Marriage

Lesbians Actually Spend More on Their Weddings Than Gay Men Do

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With fourteen states and counting  legalizing marriage equality, the rise of the Gay Wedding Industrial Complex is upon us. A new survey, jointly conducted by Community Marketing & Insights and a place called the Gay Wedding Institute that definitely exists, has the numbers on gay weddings and the planning, rituals, and expenses behind them. And the differences—not just between same-sex weddings and straight weddings, but between gay male weddings and lesbian weddings, too—are more surprising than you might expect.

First, yes: gay weddings are different than straight weddings, and not only because the music’s probably better. Just 22 percent of same-sex weddings are conducted by a religiously-affiliated officiant, and only 12 percent of same-sex weddings are held in “religious spaces.” But the distinctions within gay weddings are even more interesting. Generally speaking, female same-sex couples seem more likely to follow conventional marriage rituals. 66 percent of lesbian couples buy engagement rings, while only 19 percent of gay male couples do the same. First dances, rehearsal dinners, and other ceremonial aspects are also more likely to pop up in weddings with a female-female couple than those with a male-male couple. Finally, lesbians spend on average 15 percent more on their weddings than gay men do. Readjust your stereotypes of cheapness as necessary.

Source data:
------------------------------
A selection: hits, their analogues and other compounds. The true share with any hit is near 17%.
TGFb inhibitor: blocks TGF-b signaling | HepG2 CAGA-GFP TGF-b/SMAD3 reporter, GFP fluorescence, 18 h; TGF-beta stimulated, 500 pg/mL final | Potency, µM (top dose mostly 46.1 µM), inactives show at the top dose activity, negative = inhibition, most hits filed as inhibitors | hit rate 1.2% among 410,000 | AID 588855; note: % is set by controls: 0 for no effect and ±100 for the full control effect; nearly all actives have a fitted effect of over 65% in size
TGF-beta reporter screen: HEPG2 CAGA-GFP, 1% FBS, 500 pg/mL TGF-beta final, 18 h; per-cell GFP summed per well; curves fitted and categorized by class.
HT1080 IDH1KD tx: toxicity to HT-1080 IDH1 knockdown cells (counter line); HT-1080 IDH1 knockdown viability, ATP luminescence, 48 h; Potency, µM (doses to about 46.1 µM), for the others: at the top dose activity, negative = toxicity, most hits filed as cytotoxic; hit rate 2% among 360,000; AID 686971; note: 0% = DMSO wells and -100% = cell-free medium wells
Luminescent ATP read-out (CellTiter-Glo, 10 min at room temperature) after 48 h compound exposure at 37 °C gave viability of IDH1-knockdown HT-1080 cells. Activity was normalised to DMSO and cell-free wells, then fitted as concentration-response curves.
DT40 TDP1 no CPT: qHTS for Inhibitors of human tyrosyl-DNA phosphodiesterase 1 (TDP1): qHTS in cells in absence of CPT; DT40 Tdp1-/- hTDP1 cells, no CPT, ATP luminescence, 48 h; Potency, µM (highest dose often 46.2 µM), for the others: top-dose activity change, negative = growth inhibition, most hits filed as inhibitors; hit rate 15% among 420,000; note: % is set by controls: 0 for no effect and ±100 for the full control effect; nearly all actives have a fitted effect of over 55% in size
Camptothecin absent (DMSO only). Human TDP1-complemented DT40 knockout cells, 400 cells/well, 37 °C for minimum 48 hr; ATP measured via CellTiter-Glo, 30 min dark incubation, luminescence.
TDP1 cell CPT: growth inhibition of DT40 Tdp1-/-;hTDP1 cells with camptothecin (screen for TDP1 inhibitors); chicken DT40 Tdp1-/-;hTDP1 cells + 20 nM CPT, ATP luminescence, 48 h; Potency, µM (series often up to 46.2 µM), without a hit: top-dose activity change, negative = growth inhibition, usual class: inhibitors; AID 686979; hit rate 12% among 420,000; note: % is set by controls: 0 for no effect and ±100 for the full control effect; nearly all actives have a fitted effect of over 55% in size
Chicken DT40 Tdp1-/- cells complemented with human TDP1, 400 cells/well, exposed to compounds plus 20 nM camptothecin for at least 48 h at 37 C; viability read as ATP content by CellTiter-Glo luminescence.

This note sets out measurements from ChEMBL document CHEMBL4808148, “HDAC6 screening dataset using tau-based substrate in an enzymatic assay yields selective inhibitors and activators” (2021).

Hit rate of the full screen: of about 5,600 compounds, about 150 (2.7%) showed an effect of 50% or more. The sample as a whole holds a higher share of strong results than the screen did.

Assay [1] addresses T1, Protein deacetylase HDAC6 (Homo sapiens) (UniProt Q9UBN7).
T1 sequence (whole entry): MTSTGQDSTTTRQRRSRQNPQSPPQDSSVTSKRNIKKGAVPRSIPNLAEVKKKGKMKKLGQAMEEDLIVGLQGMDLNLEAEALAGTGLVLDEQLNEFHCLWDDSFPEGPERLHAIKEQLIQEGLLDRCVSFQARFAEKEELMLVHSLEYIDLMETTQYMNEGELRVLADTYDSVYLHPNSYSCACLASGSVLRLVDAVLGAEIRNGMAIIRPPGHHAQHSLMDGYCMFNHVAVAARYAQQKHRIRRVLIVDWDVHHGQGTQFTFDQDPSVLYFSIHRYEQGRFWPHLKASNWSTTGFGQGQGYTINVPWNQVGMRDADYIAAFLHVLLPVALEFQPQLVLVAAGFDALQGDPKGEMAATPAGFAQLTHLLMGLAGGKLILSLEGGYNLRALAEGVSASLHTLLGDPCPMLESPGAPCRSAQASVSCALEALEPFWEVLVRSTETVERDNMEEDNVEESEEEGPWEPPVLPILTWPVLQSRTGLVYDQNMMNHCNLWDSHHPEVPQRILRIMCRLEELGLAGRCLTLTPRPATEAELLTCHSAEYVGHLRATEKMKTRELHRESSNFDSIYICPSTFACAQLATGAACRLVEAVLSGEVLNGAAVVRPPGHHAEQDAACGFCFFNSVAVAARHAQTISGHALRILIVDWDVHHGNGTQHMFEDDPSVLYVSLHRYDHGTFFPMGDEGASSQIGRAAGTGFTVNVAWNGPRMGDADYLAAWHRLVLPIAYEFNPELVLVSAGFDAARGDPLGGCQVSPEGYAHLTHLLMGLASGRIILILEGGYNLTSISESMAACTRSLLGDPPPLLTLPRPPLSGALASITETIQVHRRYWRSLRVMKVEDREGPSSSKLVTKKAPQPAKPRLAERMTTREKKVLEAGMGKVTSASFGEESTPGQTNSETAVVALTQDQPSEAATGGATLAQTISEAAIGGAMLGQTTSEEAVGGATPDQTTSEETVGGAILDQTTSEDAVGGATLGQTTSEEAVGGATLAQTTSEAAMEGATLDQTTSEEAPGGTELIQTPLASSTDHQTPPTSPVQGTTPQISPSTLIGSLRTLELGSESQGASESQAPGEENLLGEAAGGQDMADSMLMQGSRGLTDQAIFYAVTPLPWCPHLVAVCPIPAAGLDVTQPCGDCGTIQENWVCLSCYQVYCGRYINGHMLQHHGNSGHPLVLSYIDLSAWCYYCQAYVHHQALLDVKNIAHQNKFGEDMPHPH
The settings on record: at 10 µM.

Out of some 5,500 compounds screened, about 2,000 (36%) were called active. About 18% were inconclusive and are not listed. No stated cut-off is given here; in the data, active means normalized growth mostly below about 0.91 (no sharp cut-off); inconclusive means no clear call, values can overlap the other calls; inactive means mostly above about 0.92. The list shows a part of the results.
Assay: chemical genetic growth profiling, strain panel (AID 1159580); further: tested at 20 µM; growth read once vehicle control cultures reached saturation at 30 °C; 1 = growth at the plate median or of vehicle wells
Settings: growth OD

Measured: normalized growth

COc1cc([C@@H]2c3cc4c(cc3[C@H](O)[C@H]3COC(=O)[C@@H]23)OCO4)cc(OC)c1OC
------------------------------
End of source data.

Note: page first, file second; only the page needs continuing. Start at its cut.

The study also reports on the economic affects of gay weddings, so be sure to forward it along to your Congressperson if he or she still needs convincing. Engaged same-sex couples reported plans to spend much more on their weddings than freshly wed gay spouses in the past. In fact, same-sex couples who get legally married spend a whopping three times as much cash than those who enter into a civil union or domestic partnership, since the latter typically don’t involve elaborate ceremonies. In other words, if you’re still looking for a lucrative path in life, it’s never too late to get into the gay wedding planning business.

Image via Veer

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